Only 16% of Kentucky coal miners get screened for black lung disease, an occupational lung disease caused by prolonged breathing of coal mine dust. As early as 1822 the disease was recognized in coal miners. It was called miner’s asthma at that time. Black lung is preventable, just like all occupational diseases.
The government provides free programs to screen miners for black lung. But, according to a story in the Appalachian News, miners avoid screenings out of fear of losing their jobs:
“Miners must share their black-lung diagnosis with their bosses almost immediately if they want to receive state benefits. And if miners are found to have black lung, there’s often no safe place for them to work in a mine. That leaves many worried that their employers would find reasons to let them go.”
The highest paying jobs are the ones that expose miners to a lot of dust. Additionally black lung disease has a long latency period, it does not manifest itself until years after the initial exposures occurred. The disease is also dose related. If you are taken out of the dusty environment it will slow the progression of the disease.
In Kentucky, black lung disease death have increased 38 percent from 1998 to 2004, whole the rates have dropped in other coal mining states. KY miners who were x-rayed last year had several times higher rates of black lung disease than expected.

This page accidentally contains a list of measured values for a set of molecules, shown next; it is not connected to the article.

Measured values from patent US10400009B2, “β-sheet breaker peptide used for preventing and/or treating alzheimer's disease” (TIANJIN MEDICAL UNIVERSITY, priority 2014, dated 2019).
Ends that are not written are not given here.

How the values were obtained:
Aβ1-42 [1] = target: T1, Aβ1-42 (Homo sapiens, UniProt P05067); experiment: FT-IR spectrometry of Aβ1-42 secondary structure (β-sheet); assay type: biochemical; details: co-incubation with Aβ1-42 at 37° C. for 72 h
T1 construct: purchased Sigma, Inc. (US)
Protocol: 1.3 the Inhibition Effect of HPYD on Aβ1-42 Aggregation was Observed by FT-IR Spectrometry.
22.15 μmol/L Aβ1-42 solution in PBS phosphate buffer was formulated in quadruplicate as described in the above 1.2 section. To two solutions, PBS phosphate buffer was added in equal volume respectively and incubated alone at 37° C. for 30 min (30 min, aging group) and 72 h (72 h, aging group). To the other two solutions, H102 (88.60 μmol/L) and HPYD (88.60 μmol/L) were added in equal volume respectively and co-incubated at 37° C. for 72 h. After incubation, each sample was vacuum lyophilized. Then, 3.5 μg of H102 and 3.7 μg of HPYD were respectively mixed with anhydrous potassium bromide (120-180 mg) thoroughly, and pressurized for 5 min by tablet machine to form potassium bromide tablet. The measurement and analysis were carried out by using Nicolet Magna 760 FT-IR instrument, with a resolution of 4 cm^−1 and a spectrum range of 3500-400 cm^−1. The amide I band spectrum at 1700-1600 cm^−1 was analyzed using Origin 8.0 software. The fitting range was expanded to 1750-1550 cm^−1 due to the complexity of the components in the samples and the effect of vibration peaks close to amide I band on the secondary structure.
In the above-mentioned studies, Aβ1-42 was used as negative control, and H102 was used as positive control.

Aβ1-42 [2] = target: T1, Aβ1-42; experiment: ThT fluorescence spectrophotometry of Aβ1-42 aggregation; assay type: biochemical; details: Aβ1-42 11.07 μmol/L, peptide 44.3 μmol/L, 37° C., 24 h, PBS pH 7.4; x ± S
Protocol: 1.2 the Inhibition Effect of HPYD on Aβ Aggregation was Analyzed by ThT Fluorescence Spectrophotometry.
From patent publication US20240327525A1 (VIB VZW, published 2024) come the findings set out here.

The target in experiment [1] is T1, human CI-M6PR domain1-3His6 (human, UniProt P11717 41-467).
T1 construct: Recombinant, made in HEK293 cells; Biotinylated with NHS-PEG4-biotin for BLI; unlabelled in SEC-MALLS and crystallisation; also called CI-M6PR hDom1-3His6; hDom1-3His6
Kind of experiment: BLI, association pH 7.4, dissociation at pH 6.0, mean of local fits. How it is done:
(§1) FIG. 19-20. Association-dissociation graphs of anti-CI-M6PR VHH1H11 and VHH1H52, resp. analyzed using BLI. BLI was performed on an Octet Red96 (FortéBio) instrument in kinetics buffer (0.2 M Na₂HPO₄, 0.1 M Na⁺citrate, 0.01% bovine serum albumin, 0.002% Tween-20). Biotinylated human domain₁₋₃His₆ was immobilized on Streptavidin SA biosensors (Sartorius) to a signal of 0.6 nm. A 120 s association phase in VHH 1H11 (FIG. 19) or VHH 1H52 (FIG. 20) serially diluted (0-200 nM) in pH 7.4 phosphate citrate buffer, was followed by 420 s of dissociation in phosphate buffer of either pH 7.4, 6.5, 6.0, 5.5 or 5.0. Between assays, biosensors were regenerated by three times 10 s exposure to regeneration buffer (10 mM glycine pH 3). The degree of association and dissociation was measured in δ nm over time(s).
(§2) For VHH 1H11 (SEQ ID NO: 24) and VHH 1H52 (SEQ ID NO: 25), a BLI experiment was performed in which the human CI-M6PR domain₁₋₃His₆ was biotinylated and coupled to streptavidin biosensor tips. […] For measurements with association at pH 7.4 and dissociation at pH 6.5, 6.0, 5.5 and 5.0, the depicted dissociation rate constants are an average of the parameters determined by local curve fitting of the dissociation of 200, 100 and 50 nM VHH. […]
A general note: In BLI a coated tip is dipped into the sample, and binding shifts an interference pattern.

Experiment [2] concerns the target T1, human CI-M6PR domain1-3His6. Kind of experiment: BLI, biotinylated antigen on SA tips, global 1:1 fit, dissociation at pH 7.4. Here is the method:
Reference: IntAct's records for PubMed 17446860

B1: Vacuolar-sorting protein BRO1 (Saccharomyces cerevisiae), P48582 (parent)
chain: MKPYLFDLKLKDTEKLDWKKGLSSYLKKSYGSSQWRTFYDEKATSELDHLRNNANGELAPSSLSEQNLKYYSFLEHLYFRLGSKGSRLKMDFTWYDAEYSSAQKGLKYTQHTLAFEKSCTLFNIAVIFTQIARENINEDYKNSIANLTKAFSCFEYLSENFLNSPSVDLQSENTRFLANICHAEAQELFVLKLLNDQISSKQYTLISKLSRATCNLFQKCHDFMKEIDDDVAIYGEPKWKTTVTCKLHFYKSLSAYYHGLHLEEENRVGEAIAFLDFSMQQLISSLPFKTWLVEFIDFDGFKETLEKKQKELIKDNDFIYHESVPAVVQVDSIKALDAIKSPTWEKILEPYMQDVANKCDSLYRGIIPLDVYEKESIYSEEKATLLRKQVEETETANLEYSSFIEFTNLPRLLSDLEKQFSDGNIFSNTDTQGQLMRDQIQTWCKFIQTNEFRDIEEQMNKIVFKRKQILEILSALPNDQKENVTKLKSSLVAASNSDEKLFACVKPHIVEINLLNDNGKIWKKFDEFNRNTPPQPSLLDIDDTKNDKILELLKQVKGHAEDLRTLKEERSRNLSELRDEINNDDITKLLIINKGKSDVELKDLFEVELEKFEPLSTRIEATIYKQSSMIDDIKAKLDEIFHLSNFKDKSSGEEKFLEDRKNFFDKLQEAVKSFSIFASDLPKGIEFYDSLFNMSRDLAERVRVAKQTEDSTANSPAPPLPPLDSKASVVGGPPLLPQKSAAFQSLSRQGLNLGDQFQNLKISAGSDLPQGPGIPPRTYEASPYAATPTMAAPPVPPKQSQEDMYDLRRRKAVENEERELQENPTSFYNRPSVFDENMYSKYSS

This situation needs to change. Miners should not have to suffer from a preventable disease. The government needs to change the rules regarding compensation, so that miners are comfortable diagnosing the disease earlier. The companies that use up these employees, until they are no longer fit for any employment, need to be held accountable for the condition they leave their employees in and the employment laws need to be changed to prevent firings. Unions might be the answer.
Occupational dust disease is preventable. The levels which cause disease are known and dust control measures that would prevent disease can be implemented. Companies have refused to do this for many years. No reason to believe they will change any time soon.